This discovery is now one of the most famous in all of archaeology - the only intact royal tomb that has ever been found from ancient Egypt. But the details of what Carter found are surprisingly little known. In all, Carter found 5,398 items, so many that it took him 10 years to catalogue them all. Some, like Tut's iconic gold burial mask, are instantly recognisable. But the majority have never been properly studied and published, and are unfamiliar even to experts. Carter died in 1939, just seven years after his excavation ended, and before he could fully publish his findings. The sheer size and importance of his haul seems to have discouraged other scholars from tackling it.

The notes from Carter's excavation, including 3,500 densely-written note cards, more than 1000 photographs taken by Carter's colleague Harry Burton, as well as Carter's diaries and journals, are now held in the Griffith Institute in Oxford. I've just written this article in The Observer about an effort by Jaromir Malek, head of the Griffith Institute, to make all of these materials available online. He and his handful of staff have had to do it in their spare time because no one would fund the project, but after 15 years they have finally finished, and the last pieces will be scanned, transcribed and posted in the next few months.

The result is a really stunning website called Tutankhamun: Anatomy of an Excavation. You can browse the objects from the tomb - some of my favourites include this leopard-skin cloak with golden head and silver claws, this model boat, and this brilliant folding bed. Or you can search for a specific item - type in "mummy" for example (then click on "King's mummy") and you'll find 68 photos of Tut's mummy taken at various stages of the unwrapping process. I also love Burton's eerie photos of the undisturbed tomb.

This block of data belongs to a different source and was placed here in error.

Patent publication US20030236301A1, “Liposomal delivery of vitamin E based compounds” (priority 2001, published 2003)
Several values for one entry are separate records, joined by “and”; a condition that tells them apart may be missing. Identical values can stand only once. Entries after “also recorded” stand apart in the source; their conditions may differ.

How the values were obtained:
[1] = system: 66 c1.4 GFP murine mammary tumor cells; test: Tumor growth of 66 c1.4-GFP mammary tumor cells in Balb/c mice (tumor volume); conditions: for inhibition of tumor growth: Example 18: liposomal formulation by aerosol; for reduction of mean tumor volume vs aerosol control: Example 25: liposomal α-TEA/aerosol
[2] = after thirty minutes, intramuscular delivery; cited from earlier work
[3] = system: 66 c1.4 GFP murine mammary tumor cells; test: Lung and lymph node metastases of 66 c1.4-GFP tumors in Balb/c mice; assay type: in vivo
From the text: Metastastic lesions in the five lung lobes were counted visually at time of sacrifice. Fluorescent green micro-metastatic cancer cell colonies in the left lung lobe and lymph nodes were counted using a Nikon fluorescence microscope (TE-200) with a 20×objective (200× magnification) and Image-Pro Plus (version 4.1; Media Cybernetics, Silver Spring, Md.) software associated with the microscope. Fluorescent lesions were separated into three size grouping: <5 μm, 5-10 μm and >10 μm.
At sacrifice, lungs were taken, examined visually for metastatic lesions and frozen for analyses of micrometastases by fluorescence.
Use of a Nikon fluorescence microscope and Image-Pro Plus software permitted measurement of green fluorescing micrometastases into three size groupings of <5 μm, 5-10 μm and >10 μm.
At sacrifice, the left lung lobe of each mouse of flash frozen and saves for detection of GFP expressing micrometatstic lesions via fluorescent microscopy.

Malek says he wants to put "moral pressure" on Egyptologists, to encourage them to study this immensely important collection of objects. Researchers still need to study the objects themselves of course, most of which are on display in the Museum of Egyptian Antiquities in Cairo. But the Carter archive includes information that can't be gleaned from looking at the objects today. He recorded exactly where each item was found within the tomb for example. And he saw them in the best possible condition - many of the finds, especially those made of organic material, have decomposed since they were removed from the tomb. Andre Veldmeijer of the PalArch Foundation in Amsterdam used the website in a recent analysis of the footwear found in Tutankhamun's tomb. One pair of leather sandals, delicately embellished with gold leaf and coloured beads, is shown perfectly preserved in Burton's potographs, yet Veldmeijer says his visit to see the shoes in the Cairo museum revealed an oozing black mess. He describes the online archive as "one of the best things in Egyptology".

But the site isn't just for researchers. Malek says he hopes project will bring the forgotten details of the tomb to as many people as possible. "We felt this was important because the discovery is so well-known," he says. "This doesn't belong to Egyptologists only, or even to Egypt only. Everybody should have the right to see what's there."

[Thanks to the Griffith Institute for the above photo, which shows Carter supervising the removal of objects from the tomb in 1922.]


As well as my Observer article mentioned above, which discusses how researchers are now using the archive to make new discoveries about the tomb, you can also listen to my interview with Jaromir Malek on today's Guardian Science Weekly podcast.